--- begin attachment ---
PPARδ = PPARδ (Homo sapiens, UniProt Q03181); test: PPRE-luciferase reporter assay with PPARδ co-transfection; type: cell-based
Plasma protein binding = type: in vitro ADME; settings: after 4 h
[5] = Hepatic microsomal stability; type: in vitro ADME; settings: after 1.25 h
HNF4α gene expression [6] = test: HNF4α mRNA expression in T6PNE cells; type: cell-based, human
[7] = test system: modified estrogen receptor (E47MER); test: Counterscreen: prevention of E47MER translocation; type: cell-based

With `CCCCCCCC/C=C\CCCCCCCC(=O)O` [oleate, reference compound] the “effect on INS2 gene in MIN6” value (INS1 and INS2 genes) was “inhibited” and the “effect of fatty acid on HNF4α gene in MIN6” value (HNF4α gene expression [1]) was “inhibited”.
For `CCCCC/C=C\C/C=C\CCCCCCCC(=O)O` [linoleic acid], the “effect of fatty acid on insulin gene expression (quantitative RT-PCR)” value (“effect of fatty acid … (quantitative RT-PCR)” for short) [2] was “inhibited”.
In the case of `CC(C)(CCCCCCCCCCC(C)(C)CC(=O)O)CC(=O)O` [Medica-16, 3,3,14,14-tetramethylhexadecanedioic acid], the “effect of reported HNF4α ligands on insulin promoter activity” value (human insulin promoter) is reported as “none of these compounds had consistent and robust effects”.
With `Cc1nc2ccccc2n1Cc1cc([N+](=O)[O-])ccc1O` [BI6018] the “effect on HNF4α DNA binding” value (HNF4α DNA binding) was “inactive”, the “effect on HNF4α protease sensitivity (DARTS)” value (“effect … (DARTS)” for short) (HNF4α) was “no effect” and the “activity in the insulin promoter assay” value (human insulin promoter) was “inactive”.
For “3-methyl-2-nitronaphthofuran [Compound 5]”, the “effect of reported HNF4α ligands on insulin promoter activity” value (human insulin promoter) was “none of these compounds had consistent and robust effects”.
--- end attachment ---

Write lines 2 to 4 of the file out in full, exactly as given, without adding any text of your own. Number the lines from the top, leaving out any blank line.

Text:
Plasma protein binding = type: in vitro ADME; settings: after 4 h
[5] = Hepatic microsomal stability; type: in vitro ADME; settings: after 1.25 h
HNF4α gene expression [6] = test: HNF4α mRNA expression in T6PNE cells; type: cell-based, human